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We have nothing biographical to say respecting Mr. Lowell; we know not that his history presents any striking facts. He is the son of a distinguished Boston divine; he graduated at Harvard, and with high honors, and he wrote excellent poetry at an early age.

But Lowell is a remarkable man and poet. He lacks the fire of Whittier; he is possibly inferior to many American poets in important respects, but that he is one of the first poets of this age no man will deny. He is sincerely a reformer; his sympathies are entirely with the oppressed and down-trodden; he has always been true to the cause of the negro slave, and many of his poems prove it. Some of his poems are exceedingly beautiful, while others are full of grand thoughts, which strike upon the ear and heart, like the booming cannon-shot, which tells that an ardently desired conflict has commenced. This class of poems are less fiery than Whittier's reform poetry, but a very few of them are, we have sometimes thought, characterized by more grandeur than any of Whit

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upon the same subject. One of the most beautiful of Lowell's poems is that entitled “The Forlorn."

It betrays the nature of his religion and philosophy; at least, it proves that his sympathies are with the poor and friendless. To us, it seems that this poem can never die—that some of its stanzas are unsurpassed by any modern poetry.


The night is dark, the stinging sleet,

Swept by the bitter gusts of air,
Drives whistling down the lonely street,

And stiffens on the pavement bare.

The street-lamps flare and struggle dim

Through the white sleet-clouds as they pass,
Or, governed by a boisterous whim,

Drop down and rattle on the glass.

One poor, heart-broken, out-cast girl

Faces the east wind's searching flaws,
And, as about her heart they whirl,

Her tattered cloak more tightly draws.

The flat brick walls look cold and bleak,

Her bare feet to the side-walk freeze;
Yet dares she yet a shelter seek,

Though faint with hunger and disease.

The sharp storm cuts her forehead bare,

And, piercing through her garments thin,
Beats on her shrunken breast, and there

Makes colder the cold heart within.

She lingers where a ruddy glow

Streams outward through an open shutter, Giving more bitterness to woe,

More loneliness to desertion utter.

One half the cold she had not felt

Until she saw this gush of light
Spread warmly forth, and seemed to melt

Its slow way through the dead’ning night.

She hears a woman's voice within,

Singing sweet words her childhood knew, And years of misery and sin

Furl off and leave her heaven blue.

Her freezing heart, like one who sinks

Out-wearied in the drifting snow, Drowses to deadly sleep, and thinks

No longer of its hopeless woe:

Old fields, and clear blue summer days,

Old meadows, green with grass and trees, That shimmer through the trembling bare,

And whiten in the western breeze;

Old faces—all the friendly past

Rises within her heart again,
And sunshine from her childhood cast

Makes summer of the icy rain.

Enhaloed by a mild, warm glow,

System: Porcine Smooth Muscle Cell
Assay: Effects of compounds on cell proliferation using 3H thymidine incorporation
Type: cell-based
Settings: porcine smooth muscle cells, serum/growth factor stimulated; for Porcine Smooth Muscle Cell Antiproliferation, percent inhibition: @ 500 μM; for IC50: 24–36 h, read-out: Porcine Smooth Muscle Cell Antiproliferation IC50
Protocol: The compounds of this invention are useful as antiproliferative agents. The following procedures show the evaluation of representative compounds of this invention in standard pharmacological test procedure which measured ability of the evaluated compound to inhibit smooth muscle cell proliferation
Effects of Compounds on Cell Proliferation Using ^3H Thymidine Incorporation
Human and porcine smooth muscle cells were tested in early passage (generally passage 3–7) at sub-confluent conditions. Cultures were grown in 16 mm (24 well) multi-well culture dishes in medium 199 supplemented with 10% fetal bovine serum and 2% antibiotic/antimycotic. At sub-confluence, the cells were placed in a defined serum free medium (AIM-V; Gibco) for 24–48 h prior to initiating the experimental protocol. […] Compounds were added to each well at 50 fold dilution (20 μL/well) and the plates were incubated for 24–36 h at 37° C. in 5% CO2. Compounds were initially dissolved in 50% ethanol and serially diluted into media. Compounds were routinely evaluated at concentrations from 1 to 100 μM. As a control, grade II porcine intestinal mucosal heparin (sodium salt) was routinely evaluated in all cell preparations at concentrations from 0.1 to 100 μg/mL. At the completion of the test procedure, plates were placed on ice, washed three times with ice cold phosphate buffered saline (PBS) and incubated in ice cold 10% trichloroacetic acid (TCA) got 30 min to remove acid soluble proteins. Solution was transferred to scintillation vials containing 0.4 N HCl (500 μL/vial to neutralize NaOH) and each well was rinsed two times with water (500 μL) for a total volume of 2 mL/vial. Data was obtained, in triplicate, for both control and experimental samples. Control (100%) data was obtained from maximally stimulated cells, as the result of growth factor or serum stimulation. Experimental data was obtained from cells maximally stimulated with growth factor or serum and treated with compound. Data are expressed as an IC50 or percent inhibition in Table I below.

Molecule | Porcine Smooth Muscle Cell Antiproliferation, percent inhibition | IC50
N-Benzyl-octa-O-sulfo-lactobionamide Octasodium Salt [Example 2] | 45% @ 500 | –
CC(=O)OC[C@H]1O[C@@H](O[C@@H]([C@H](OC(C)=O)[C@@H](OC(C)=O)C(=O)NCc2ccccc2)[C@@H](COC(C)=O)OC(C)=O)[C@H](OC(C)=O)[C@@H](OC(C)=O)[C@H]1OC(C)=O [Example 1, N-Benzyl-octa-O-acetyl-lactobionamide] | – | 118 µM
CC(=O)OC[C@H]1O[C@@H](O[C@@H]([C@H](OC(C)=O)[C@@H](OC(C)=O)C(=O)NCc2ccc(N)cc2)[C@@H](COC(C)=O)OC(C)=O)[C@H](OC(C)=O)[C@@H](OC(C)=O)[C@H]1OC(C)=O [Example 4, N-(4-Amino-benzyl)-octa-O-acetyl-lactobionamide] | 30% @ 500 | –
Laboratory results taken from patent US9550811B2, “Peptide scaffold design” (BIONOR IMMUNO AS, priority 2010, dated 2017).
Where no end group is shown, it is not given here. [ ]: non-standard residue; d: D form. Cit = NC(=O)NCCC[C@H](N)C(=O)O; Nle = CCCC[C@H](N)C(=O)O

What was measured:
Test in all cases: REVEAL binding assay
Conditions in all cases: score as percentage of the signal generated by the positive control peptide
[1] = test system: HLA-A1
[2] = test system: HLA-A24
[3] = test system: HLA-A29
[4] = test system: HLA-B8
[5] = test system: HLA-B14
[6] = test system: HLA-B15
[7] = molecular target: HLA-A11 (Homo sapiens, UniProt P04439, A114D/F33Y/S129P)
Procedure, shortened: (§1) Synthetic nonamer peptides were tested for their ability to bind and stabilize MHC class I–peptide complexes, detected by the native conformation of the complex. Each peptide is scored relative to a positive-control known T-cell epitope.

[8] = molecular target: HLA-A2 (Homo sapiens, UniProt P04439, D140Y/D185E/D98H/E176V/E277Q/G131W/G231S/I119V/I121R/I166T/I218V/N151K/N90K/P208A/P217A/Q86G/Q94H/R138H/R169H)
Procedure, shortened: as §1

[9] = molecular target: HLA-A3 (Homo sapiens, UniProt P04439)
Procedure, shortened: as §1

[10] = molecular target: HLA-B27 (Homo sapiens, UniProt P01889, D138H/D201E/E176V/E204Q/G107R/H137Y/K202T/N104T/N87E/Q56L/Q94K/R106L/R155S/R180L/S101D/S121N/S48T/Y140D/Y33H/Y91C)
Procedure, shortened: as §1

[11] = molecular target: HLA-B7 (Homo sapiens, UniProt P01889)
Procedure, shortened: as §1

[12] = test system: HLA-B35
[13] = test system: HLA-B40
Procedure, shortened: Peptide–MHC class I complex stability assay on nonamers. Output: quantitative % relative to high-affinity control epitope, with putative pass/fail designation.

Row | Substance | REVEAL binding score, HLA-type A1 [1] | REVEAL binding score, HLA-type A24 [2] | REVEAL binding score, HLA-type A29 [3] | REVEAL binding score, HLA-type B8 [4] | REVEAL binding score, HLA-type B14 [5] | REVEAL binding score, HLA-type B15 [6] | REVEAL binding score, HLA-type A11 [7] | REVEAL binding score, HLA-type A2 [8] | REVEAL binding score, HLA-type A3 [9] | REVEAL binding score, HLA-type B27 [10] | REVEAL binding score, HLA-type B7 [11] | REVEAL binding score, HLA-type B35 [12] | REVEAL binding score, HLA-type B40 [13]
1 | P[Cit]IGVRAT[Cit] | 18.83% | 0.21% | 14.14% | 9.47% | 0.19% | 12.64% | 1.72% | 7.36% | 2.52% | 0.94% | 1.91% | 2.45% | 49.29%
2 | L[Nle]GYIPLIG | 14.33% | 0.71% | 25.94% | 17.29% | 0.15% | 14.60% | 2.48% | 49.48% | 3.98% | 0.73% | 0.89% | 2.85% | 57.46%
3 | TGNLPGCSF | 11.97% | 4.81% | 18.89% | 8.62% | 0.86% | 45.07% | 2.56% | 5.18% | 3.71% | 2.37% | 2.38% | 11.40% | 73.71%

From all humanity apart,
She hears old footsteps wandering slow

Through the lone chambers of her heart.

Outside the porch below the door,

Her cheek upon the cold, hard stone, She lies, no longer foul and poor,

No longer dreary and alone.

Next morning, something heavily

Against the opening door did weigh,
And there, from sin and sorrow free,

A woman on the threshold lay.

A smile upon the wan lips told

That she had found a calm release,
And that, from out the want and cold,

The song had borne her soul in peace;

For, whom the heart of man shuts out,

Straightway the heart of God takes in,
And fences them all round about

With silence mid the world's loud din;

And one of his great charities

Is music, and it doth not scorn
To close the lids upon the eyes

Of the polluted and forlorn.

Far was she from her childhood's home,

Farther in guilt had wandered thence,
Yet thither it had bid her come

To die in maiden innocence.

Mr. Lowell has shown that he is a wit and humorist in the publication of his “Biglow Papers." He is the only American who has attempted to laugh down the oppressors of the slave—the propagandists of slavery. Some of the Biglow poems are capital specimens of Yankee wit and humor. They are of course written purposely in the rough, exaggerated, Yankee style. Hosea gives his ideas of war as follows:

“Ez for war, I call it murder,

you hev it plain an' flat;
I don't want to go no furder

Than my testyment for that;

“God haz sed so plump and fairly,

It's ez long ez it is broad,
An' you've gut to git up airly

Ef you want to take in God.”

Occasionally in the midst of fun, a fine, grand verse occurs, which puts away all laughter from the face. For instance, the following verse from the same poem, from which the foregoing was extracted :

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One of the most popular of Lowell's Biglow poems, is that upon John P. Robinson. In it General Cushing gets the following hit:


“ Gineral C. is a drefile smart man:
He's been on all sides that give places or pelf;
But consistency still woz a part of his plan, -
He's been true to one party-an' that is himself ;-

So John P.

Robinson he
Sez he shall vote for Gineral C.

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